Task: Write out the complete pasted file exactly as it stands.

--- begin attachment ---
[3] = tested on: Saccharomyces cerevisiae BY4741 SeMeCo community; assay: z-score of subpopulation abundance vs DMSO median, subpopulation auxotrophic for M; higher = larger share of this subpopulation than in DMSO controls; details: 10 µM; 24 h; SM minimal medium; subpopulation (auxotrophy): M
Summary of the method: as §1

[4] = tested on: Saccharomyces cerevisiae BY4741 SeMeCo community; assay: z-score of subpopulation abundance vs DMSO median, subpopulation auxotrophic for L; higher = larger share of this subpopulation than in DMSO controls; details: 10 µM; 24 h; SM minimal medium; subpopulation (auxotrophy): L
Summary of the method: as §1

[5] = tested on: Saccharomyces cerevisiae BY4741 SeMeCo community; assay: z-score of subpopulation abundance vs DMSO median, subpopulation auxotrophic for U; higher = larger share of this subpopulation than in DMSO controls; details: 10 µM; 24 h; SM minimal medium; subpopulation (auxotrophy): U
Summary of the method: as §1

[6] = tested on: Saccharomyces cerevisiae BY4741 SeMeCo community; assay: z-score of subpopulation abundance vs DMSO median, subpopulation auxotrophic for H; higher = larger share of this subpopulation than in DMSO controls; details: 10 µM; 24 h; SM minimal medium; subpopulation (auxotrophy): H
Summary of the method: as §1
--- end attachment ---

[3] = tested on: Saccharomyces cerevisiae BY4741 SeMeCo community; assay: z-score of subpopulation abundance vs DMSO median, subpopulation auxotrophic for M; higher = larger share of this subpopulation than in DMSO controls; details: 10 µM; 24 h; SM minimal medium; subpopulation (auxotrophy): M
Summary of the method: as §1

[4] = tested on: Saccharomyces cerevisiae BY4741 SeMeCo community; assay: z-score of subpopulation abundance vs DMSO median, subpopulation auxotrophic for L; higher = larger share of this subpopulation than in DMSO controls; details: 10 µM; 24 h; SM minimal medium; subpopulation (auxotrophy): L
Summary of the method: as §1

[5] = tested on: Saccharomyces cerevisiae BY4741 SeMeCo community; assay: z-score of subpopulation abundance vs DMSO median, subpopulation auxotrophic for U; higher = larger share of this subpopulation than in DMSO controls; details: 10 µM; 24 h; SM minimal medium; subpopulation (auxotrophy): U
Summary of the method: as §1

[6] = tested on: Saccharomyces cerevisiae BY4741 SeMeCo community; assay: z-score of subpopulation abundance vs DMSO median, subpopulation auxotrophic for H; higher = larger share of this subpopulation than in DMSO controls; details: 10 µM; 24 h; SM minimal medium; subpopulation (auxotrophy): H
Summary of the method: as §1